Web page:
- inviting: feedback is something desirable
In the classroom, inviting feedback needs to engage the learner. Feedback is something that students need to want. Feedback is NOT a number or a grade, but a words that elevate student confidence while providing them with the means of being more successful.
- repeatable: feedback keeps coming to help overcome challenges or obstacles
Students make mistakes, just like all people. Students need to recognize that mistakes are where they learn the most. Mistakes are not to be penalized, but celebrated. Mistakes allow for feedback to come, to find nuance in what students are learning or doing to help them overcome the learning challenge at hand. When learning is based on re-occuring feedback, and not grades, students are able to learn better.
- coherent: feedback is congruent with what is happening as part of the game
Feedback in the classroom needs to be coherent. It needs to make sense in the context of the learning that is taking place. This means that feedback needs to be directly related to the overall learning expectations and goals for a particular learning project. Feedback that is not connected to learning objectives limits or in some cases can even inhibit the desired learning.
- continuous: the player does not need to wait for feedback
Many teachers may be afraid that continuous feedback means that feedback is instantaneous. As teachers, we are not algorithms that spit out data based on simple input. At the same time, feedback does need to be timely. That is to say, feedback that is received too far removed from the learning does not offer any opportunity for self-correction. Using different feedback models, such as self- and peer-assessments will help students get the feedback they need, but also their capacity for learning assessment.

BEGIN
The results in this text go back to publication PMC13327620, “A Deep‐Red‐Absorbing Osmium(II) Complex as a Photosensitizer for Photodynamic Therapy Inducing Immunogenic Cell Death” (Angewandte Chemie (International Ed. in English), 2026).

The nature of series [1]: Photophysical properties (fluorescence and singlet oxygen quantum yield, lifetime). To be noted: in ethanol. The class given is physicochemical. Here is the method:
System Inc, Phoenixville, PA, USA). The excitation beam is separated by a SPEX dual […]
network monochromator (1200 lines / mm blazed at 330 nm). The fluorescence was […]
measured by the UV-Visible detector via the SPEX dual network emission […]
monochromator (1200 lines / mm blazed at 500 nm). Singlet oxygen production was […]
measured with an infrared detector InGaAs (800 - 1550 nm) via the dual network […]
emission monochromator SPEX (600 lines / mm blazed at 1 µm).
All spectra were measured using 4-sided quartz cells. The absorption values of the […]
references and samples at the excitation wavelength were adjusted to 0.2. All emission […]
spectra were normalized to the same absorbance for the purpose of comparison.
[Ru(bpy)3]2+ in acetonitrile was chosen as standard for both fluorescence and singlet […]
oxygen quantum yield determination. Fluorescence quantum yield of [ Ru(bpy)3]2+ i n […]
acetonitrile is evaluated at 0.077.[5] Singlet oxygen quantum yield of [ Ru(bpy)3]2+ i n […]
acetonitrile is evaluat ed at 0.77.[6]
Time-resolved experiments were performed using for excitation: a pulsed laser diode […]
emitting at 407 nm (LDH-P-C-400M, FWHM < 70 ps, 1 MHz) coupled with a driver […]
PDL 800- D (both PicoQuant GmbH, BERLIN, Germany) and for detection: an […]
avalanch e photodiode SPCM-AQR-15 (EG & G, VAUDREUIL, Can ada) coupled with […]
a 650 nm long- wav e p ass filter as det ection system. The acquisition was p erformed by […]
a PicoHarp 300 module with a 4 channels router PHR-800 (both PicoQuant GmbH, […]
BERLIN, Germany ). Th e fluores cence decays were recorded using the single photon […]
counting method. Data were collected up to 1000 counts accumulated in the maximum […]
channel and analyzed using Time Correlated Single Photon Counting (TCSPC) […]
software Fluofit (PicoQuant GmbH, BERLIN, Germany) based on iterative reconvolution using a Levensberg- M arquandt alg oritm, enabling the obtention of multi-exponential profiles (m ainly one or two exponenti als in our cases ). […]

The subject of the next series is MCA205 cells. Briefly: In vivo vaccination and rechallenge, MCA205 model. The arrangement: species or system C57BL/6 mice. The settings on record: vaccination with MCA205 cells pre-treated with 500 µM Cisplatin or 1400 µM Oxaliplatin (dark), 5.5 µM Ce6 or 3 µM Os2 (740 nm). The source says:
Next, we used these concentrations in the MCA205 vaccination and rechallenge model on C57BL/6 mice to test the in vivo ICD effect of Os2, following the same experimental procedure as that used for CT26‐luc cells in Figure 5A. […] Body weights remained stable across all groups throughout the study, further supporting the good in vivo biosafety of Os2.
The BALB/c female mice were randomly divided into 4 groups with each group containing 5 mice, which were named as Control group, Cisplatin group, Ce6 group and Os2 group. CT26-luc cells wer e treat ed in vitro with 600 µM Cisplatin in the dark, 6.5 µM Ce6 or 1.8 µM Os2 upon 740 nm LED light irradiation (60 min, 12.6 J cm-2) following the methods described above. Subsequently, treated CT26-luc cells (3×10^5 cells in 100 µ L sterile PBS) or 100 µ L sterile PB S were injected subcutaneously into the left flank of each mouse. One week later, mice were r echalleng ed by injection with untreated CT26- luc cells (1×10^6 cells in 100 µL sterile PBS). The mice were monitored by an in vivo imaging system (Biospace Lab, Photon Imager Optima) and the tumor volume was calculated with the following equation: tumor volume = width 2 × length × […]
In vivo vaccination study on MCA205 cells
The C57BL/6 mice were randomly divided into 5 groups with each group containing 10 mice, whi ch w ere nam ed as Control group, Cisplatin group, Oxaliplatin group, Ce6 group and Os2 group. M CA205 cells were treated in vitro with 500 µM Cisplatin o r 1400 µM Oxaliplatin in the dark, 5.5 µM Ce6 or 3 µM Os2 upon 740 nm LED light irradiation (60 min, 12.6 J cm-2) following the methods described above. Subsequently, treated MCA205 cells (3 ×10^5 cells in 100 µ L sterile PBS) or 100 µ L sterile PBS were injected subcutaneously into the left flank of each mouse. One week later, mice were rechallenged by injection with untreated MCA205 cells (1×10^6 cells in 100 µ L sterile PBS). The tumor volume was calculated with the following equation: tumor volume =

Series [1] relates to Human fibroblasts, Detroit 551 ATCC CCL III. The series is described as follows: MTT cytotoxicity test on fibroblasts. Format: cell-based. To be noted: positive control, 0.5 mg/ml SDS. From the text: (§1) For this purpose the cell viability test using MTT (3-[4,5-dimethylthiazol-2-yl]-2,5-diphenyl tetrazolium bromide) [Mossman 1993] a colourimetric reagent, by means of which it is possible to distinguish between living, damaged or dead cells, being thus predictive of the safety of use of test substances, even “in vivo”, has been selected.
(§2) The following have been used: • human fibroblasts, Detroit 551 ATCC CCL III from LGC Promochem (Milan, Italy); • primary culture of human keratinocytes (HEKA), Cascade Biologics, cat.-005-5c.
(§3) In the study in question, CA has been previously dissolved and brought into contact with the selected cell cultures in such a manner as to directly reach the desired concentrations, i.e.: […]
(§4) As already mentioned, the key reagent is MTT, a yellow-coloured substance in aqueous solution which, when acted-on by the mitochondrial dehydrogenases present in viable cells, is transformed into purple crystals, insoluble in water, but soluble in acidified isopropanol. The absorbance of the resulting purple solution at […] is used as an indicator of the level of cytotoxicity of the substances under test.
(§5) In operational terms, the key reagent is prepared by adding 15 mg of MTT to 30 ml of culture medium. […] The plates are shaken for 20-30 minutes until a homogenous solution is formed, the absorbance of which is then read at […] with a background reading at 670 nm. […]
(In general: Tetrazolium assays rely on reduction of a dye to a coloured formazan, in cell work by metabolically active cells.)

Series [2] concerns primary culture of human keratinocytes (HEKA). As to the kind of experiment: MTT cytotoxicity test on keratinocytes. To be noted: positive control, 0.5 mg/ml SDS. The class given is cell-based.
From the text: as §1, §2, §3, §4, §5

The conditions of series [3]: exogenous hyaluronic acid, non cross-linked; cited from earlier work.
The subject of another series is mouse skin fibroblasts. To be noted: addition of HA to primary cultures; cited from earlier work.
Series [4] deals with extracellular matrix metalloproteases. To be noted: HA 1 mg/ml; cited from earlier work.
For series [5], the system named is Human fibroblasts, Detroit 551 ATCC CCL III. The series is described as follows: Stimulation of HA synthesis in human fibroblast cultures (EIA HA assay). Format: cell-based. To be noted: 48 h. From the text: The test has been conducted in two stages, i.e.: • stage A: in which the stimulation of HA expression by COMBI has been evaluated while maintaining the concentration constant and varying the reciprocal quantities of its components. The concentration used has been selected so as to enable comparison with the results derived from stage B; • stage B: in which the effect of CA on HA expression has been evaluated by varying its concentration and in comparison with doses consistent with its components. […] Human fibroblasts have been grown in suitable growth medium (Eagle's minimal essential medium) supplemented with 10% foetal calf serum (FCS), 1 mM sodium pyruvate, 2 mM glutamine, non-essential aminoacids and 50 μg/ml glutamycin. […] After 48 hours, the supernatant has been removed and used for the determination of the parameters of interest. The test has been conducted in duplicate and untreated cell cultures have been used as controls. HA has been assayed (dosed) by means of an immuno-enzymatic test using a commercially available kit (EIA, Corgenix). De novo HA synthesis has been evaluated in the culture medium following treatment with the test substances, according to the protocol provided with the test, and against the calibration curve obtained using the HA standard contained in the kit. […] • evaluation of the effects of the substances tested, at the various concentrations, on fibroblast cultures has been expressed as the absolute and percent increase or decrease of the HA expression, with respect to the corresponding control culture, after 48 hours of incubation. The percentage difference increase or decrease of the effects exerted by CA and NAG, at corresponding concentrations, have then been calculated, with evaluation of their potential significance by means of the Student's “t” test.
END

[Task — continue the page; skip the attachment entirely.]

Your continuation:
- emergent: feedback is well-sequenced building the gamer’s capacity
The feedback that is provided needs to relate to Vygotzky’s principle of zone of proximal development. Feedback needs to identify where students are at, and how they can move themselves forward. When providing feedback, you need to be able to identify how to get them moving along a continuum. If the feedback you provide is pushing them “too far up the ladder”, then it is not appropriate. Providing effective feedback requires an understanding of how to scaffold the learning for the student.
- balanced: the player knows that she / he is receiving feedback, and can act on it; feedback does not overwhelm the player
Feedback can take many forms – oral, written, even the behaviour (e.g. tone, body language that accompanies the feedback). In some cases, oral feedback may not be considered as formal feedback by students because it is “just in passing”, or worse, students may not even recognize that they have received feedback. As a teacher it is necessary for students to receive a stream of feedback, both formally and informally, but not in such a way that the reception of feedback inhibits or detracts from what and how students are learning.
- fresh: feedback provides some surprises that inspires further engagement
Feedback needs to be engaging. It needs to be done in such a way that students want it and seek it out. It cannot be artificial. When providing feedback, make sure that you are able to demonstrate that you are connected to their learning (e.g. specific details, reference a comment that was made by the student, etc.). If you can demonstrate that you are connected to their learning, then they will be surprised, engaged and seek out your perspective more often!
As some one who is not a gamer, and has often undervalued video games, I am slowly gaining a much better appreciation for what video games can teach!